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Real Estate Or Stocks?

Where to invest your money in 2016

19Apr

We can’t all have a personal financial guru who knows exactly where to put our money for us so that we strike it rich. For many of us, knowing where to invest our money comes with research and work. For your aid, we have done a little bit of that research for you. So, in 2016, what is the best investment route to go down? Real estate or stocks?

The first thing we should note is that there are pros and cons to both sides of the question, and whether you choose stocks or real estate will depend on your capital, assets and goals (whether long-term or short-).

Stocks

When investing with stocks, you receive ownership in a company. If the company does well, you profit. If it doesn’t, you’ll see funds diminish as the company’s earning drop. The best way to approach stocks is with a long-term goal and balanced approach.

When compared to real estate, stocks tend to have a higher rate of return. For the past 60 years, it has been shown that stocks yield about an 8% return a year whereas real estate only yields 2-4%. Stocks tend to be more liquid than real estate, meaning that they are quick and easy to sell and very flexible (you can reallocate them into a tax-free retirement account). Though stocks tend to also be more volatile than real estate, this can be a good thing. Some companies can average anywhere from 20 to 50% growth in the course of just one year.

Other pros of stocks are that they require less work - you can basically let them be and watch your money ebb and flow. Real estate requires more management and maintenance. Stocks also provide a wider range of variety, have tax benefits (if you can make it so the majority of your income comes from dividends you could actually lower your marginal tax rate), and hedging is a lot easier than with real estate.

Though the volatility can be a plus side to stocks, it can also be a big con. If the economy or company begins to face challenges, you’ll start to see major losses. Stock decisions are also often based upon emotions, which can lead to some very irrational choices. Stock investors also have to be constantly aware of bankruptcy risks since an investment could dissolve in the matter of a moment.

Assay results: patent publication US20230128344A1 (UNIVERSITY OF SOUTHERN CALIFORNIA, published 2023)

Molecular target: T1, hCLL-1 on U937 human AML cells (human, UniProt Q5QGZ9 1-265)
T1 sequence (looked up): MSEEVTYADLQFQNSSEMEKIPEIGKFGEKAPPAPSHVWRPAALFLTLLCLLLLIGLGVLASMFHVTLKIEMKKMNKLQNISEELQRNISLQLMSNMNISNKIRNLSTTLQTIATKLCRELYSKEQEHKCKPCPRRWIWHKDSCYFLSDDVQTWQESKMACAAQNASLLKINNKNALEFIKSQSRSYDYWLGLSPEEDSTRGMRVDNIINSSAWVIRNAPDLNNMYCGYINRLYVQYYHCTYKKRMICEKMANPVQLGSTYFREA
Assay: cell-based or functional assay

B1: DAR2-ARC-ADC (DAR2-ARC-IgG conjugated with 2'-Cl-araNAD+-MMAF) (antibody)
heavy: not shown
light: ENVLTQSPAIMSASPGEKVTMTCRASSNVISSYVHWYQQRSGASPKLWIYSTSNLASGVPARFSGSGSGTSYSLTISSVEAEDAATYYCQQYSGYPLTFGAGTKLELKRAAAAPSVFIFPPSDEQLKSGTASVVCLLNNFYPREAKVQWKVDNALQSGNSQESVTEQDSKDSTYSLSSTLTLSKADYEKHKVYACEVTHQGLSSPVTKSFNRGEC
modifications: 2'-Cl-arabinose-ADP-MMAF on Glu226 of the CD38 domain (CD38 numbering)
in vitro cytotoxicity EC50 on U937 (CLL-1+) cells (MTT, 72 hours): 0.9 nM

Real Estate

There are two different kinds of real estate: residential and commercial. You can make money in real estate investing by house flipping or renting out properties. Real estate is a very real and tangible investment. Stocks can feel ambiguous, but real estate is something that you can have more control in. Real estate is a great option as it can come with tax deductions. Depreciation is another positive side of real estate investing. Real estate also gives you leverage over other people’s money (a 3% increase on a 20% down payment can yield a 15% return!), it is less volatile, it is insulated from the national and global economies, and the government is actually out to help you.

If you can’t pay your mortgage there are bailouts available, and banks are actually now forced to extend loan modifications to good and bad creditors. With real estate you can also analyze and quantify your expenses far more easily. With real estate you have a better cash flow component but it also provides a way to build wealth with the equity component. Today there are tons of great resources out there to help you get your hands into the cookie jar of real estate investment. Real estate investor software has really started to be a game changer and, with more things moving online, maintaining a property has become easier.

Similar to stocks, real estate also has its own drawbacks. Unlike stocks, real estate can’t be bought and sold quickly. Often, you may have to hold on to a property before you can sell it and see a profit. Closing costs can also incur thousands of dollars in commissions, fees and taxes. Along with this (and we all know this from the market crash a few years back), real estate prices fluctuate. Over the long term, prices increase, but there is constant fluctuation which can lead to issues with making a payment if the property is now worth less than what you borrowed on it.

Overall, it may seem that stocks have more of the advantage in more categories than real estate does. However, real estate offers stability and tax advantages that stocks can’t. So whether you choose to invest in stocks or real estate may depend on your long-term and short-term goals, your financial situation, and maybe even your personality and level of comfort. If you like the volatility of stocks, then go for it. If you’re looking for something a little more stable, real estate investing may be the better option.

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